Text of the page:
Challenges and Potential for Pumped Storage Hydropower, As Energy Storage Legislation Lags in UK

A series of recent reports from the UK calls for commitment and effective policies to support energy storage deployment across the country.

In one report — Energy Storage in the UK: An Overview — the Renewable Energy Association (REA) observe that UK energy storage capacity stands at a total of 3.23 GW via some 35 grid-scale storage projects and over 1,500 residential storage systems.

James Court, Head of Policy & External Affairs at REA stated: Storage is already a reality for the UK and right now there’s an opportunity to cement us as a global centre for investment, deployment, and research.”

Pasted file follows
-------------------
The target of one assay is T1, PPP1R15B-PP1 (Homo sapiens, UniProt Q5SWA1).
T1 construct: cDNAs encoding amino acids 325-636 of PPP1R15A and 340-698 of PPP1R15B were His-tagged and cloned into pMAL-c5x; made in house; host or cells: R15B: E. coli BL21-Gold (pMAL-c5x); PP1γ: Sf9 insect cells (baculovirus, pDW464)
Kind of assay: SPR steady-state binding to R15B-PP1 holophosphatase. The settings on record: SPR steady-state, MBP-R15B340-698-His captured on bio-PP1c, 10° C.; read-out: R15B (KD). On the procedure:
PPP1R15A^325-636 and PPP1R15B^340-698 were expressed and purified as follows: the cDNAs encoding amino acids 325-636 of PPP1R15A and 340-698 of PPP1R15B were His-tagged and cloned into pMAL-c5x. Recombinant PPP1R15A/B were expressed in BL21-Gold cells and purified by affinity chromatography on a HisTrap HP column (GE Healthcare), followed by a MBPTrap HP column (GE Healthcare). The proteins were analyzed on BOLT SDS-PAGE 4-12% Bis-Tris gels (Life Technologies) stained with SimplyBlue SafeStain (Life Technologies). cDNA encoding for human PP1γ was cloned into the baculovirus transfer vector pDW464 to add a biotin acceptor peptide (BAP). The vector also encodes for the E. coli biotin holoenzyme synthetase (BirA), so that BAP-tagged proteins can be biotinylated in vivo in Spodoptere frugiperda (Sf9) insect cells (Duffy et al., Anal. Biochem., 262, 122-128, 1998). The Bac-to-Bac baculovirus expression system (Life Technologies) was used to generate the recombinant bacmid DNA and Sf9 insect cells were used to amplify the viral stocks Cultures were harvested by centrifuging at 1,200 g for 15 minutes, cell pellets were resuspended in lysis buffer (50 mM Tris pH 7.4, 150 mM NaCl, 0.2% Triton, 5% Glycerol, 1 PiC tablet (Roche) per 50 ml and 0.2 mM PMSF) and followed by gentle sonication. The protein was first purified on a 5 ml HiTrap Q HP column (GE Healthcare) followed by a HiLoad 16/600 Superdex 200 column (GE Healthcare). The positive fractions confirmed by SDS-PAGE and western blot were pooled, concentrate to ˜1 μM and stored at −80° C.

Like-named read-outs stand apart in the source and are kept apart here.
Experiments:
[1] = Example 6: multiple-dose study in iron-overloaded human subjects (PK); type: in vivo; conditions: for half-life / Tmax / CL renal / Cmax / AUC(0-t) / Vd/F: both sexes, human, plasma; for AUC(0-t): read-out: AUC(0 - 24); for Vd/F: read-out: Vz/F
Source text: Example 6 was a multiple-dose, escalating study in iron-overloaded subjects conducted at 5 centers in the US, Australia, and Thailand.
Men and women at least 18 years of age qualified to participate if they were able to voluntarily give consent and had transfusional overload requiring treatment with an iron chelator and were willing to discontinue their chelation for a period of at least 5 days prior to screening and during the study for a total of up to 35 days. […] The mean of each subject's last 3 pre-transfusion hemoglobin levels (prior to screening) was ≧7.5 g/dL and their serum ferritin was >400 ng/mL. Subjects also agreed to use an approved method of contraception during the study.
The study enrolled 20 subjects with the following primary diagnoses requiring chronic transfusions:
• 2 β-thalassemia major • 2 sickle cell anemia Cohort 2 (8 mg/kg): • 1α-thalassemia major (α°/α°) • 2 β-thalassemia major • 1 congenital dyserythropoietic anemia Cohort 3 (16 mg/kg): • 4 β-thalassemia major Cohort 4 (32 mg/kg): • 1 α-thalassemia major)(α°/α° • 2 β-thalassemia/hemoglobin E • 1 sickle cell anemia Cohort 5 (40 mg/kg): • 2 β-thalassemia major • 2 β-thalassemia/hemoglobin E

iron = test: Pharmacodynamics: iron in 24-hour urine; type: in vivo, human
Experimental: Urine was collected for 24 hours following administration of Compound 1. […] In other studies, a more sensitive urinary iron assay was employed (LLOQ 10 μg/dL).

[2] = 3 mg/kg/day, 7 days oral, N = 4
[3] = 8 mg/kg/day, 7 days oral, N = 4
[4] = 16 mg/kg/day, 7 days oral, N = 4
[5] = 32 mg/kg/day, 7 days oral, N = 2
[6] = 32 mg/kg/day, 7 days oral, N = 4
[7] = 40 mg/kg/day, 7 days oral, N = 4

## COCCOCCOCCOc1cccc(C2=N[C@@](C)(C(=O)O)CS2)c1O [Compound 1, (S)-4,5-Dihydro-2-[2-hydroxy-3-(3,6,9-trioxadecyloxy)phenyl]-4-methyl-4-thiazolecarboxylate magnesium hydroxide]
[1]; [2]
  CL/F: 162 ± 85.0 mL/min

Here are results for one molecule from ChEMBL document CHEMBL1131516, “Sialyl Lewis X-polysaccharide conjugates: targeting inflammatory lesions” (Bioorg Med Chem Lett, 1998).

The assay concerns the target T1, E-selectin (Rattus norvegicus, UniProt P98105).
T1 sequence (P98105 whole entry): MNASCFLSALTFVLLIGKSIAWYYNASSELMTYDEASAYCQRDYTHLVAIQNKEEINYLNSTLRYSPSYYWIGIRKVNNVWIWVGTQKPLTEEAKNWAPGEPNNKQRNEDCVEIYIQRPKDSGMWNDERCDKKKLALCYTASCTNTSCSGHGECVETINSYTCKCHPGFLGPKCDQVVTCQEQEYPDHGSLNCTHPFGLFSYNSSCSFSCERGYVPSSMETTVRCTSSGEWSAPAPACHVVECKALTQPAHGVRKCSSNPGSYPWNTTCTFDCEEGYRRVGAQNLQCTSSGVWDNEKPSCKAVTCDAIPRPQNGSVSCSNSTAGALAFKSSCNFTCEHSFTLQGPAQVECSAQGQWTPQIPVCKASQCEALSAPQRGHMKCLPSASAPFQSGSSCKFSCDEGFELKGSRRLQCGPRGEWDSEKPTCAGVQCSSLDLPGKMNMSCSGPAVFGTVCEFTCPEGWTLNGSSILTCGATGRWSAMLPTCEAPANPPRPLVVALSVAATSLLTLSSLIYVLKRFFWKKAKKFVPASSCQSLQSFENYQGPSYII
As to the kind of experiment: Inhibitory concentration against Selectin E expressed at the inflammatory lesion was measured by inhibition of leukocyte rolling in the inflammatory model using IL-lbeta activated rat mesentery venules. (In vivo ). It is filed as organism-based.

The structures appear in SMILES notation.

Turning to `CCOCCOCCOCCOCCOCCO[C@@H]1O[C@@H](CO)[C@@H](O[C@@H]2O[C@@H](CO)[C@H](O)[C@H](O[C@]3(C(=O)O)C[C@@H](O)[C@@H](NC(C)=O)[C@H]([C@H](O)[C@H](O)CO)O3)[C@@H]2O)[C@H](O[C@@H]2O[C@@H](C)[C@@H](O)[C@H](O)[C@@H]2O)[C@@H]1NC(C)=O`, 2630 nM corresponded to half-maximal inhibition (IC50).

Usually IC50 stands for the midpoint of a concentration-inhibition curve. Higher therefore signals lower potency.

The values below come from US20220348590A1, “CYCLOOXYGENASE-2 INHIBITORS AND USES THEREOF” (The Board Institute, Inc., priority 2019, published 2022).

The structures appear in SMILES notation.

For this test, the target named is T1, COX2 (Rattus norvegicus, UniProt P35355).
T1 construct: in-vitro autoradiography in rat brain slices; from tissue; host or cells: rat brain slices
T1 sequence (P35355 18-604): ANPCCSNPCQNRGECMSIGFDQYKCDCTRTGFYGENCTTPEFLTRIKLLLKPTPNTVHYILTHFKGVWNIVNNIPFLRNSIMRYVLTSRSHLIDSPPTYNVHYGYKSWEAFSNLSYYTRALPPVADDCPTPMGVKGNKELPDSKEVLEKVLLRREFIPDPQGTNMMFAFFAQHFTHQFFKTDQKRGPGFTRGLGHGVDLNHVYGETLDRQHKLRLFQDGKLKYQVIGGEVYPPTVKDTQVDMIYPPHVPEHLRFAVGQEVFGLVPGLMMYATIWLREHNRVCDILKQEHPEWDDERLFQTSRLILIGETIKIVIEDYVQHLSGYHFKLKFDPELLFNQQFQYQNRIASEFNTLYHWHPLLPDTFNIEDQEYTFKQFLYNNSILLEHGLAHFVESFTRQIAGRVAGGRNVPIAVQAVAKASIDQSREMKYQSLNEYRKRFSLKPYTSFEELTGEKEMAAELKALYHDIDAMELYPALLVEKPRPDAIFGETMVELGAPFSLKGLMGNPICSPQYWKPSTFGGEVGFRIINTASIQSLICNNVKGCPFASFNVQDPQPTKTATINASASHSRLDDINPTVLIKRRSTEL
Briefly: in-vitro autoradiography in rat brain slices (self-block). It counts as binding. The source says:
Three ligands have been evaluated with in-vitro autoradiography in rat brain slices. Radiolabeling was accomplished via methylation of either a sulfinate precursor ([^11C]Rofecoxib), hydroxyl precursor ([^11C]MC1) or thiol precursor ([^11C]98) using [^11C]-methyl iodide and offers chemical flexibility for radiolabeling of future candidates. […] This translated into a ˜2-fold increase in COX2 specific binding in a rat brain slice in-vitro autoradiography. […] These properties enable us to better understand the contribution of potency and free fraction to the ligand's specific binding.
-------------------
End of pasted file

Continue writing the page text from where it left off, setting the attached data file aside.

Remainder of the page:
Court acknowledged storage as a “critical technology for the decentralization of the UK’s energy system” and “long-term renewables deployment,” but added that “policy is the single greatest barrier to the industry’s growth, and reform is needed.”

REA’s position is supported by a report from the House of Commons’ Energy and Climate Change Select Committee (ECCC) — The energy revolution and future challenges for UK energy and climate change policy — which highlights that, the “ongoing energy revolution [is] grounded in technologies such as energy storage” but “a number of challenges to its deployment remain.”

Kilroot Advancion Energy Storage Array, Northern Ireland. Credit: AES

In this context, ECCC highlight a “lack of clarity on the legal and commercial status of storage” and “insufficient incentives for investors” as dominant barriers.

Frank Gordon, senior policy analyst at REA, told Renewable Energy World: “Most [current storage] capacity is in the form of pumped hydro storage and has been in place for some decades in Scotland and Wales. A smaller proportion comes from lithium-ion batteries, and then various other technologies.”